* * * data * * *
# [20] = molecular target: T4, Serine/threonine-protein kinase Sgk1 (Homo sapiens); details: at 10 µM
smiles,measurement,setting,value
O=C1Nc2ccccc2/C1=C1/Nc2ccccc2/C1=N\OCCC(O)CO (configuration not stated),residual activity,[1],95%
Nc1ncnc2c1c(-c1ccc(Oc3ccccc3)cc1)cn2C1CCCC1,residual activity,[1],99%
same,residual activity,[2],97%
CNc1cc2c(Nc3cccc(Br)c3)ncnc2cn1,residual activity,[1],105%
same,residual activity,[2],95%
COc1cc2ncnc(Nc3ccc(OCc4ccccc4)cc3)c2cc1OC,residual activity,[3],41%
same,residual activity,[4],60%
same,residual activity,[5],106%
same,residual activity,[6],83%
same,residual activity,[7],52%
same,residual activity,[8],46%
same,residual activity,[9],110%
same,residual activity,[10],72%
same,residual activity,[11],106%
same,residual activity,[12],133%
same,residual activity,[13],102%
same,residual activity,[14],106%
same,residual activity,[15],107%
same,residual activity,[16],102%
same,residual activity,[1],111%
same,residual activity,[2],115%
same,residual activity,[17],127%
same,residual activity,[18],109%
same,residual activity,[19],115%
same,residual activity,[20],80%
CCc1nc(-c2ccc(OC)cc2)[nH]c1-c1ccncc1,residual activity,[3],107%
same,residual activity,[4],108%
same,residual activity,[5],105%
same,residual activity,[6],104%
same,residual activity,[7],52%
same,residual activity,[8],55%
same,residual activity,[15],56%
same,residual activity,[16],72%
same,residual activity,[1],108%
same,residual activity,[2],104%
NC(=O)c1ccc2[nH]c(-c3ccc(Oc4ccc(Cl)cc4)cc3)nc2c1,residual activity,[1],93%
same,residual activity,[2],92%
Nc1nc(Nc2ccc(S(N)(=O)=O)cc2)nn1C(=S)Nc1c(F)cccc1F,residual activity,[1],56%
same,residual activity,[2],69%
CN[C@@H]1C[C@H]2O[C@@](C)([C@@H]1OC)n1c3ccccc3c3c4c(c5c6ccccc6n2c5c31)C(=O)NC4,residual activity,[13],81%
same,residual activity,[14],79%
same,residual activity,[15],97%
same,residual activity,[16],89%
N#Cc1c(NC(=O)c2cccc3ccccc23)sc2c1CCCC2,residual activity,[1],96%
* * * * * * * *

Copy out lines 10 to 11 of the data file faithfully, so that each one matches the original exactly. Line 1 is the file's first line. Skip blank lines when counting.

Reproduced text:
same,residual activity,[5],106%
same,residual activity,[6],83%